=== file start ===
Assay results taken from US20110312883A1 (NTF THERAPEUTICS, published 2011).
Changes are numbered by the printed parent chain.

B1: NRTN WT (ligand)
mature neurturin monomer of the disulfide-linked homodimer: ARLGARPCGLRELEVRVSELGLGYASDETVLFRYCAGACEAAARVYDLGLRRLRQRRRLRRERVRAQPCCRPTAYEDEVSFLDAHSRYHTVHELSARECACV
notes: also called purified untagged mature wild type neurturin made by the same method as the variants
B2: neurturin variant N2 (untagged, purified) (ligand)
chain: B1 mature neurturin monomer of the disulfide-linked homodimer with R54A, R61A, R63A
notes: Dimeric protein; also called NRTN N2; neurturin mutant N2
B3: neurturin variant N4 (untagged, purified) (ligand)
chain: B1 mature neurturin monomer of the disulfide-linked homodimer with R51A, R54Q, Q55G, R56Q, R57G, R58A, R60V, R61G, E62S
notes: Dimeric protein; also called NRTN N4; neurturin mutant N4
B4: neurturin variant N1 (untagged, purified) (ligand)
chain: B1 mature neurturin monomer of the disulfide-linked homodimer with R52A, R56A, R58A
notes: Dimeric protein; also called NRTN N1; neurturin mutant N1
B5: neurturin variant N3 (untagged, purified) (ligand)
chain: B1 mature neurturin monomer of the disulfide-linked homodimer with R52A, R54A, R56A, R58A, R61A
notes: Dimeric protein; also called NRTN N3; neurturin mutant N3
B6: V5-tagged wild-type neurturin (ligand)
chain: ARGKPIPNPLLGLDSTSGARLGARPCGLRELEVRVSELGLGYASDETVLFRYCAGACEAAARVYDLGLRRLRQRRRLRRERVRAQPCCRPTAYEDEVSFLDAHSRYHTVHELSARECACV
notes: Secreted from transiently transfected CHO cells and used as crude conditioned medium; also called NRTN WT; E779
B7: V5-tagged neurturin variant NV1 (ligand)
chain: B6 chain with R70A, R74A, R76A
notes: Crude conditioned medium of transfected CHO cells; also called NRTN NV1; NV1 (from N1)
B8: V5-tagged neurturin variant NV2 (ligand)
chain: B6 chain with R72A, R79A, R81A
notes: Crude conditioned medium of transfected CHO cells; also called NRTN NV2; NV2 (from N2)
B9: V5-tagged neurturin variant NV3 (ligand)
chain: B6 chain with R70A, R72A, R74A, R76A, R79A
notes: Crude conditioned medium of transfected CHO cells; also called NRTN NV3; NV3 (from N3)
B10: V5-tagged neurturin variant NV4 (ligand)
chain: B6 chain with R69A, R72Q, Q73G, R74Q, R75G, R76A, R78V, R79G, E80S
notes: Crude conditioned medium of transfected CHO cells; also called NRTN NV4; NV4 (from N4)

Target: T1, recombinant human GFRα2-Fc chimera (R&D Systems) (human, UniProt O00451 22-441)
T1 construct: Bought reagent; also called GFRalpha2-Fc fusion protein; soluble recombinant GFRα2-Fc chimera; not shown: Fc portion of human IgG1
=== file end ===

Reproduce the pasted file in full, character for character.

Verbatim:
Assay results taken from US20110312883A1 (NTF THERAPEUTICS, published 2011).
Changes are numbered by the printed parent chain.

B1: NRTN WT (ligand)
mature neurturin monomer of the disulfide-linked homodimer: ARLGARPCGLRELEVRVSELGLGYASDETVLFRYCAGACEAAARVYDLGLRRLRQRRRLRRERVRAQPCCRPTAYEDEVSFLDAHSRYHTVHELSARECACV
notes: also called purified untagged mature wild type neurturin made by the same method as the variants
B2: neurturin variant N2 (untagged, purified) (ligand)
chain: B1 mature neurturin monomer of the disulfide-linked homodimer with R54A, R61A, R63A
notes: Dimeric protein; also called NRTN N2; neurturin mutant N2
B3: neurturin variant N4 (untagged, purified) (ligand)
chain: B1 mature neurturin monomer of the disulfide-linked homodimer with R51A, R54Q, Q55G, R56Q, R57G, R58A, R60V, R61G, E62S
notes: Dimeric protein; also called NRTN N4; neurturin mutant N4
B4: neurturin variant N1 (untagged, purified) (ligand)
chain: B1 mature neurturin monomer of the disulfide-linked homodimer with R52A, R56A, R58A
notes: Dimeric protein; also called NRTN N1; neurturin mutant N1
B5: neurturin variant N3 (untagged, purified) (ligand)
chain: B1 mature neurturin monomer of the disulfide-linked homodimer with R52A, R54A, R56A, R58A, R61A
notes: Dimeric protein; also called NRTN N3; neurturin mutant N3
B6: V5-tagged wild-type neurturin (ligand)
chain: ARGKPIPNPLLGLDSTSGARLGARPCGLRELEVRVSELGLGYASDETVLFRYCAGACEAAARVYDLGLRRLRQRRRLRRERVRAQPCCRPTAYEDEVSFLDAHSRYHTVHELSARECACV
notes: Secreted from transiently transfected CHO cells and used as crude conditioned medium; also called NRTN WT; E779
B7: V5-tagged neurturin variant NV1 (ligand)
chain: B6 chain with R70A, R74A, R76A
notes: Crude conditioned medium of transfected CHO cells; also called NRTN NV1; NV1 (from N1)
B8: V5-tagged neurturin variant NV2 (ligand)
chain: B6 chain with R72A, R79A, R81A
notes: Crude conditioned medium of transfected CHO cells; also called NRTN NV2; NV2 (from N2)
B9: V5-tagged neurturin variant NV3 (ligand)
chain: B6 chain with R70A, R72A, R74A, R76A, R79A
notes: Crude conditioned medium of transfected CHO cells; also called NRTN NV3; NV3 (from N3)
B10: V5-tagged neurturin variant NV4 (ligand)
chain: B6 chain with R69A, R72Q, Q73G, R74Q, R75G, R76A, R78V, R79G, E80S
notes: Crude conditioned medium of transfected CHO cells; also called NRTN NV4; NV4 (from N4)

Target: T1, recombinant human GFRα2-Fc chimera (R&D Systems) (human, UniProt O00451 22-441)
T1 construct: Bought reagent; also called GFRalpha2-Fc fusion protein; soluble recombinant GFRα2-Fc chimera; not shown: Fc portion of human IgG1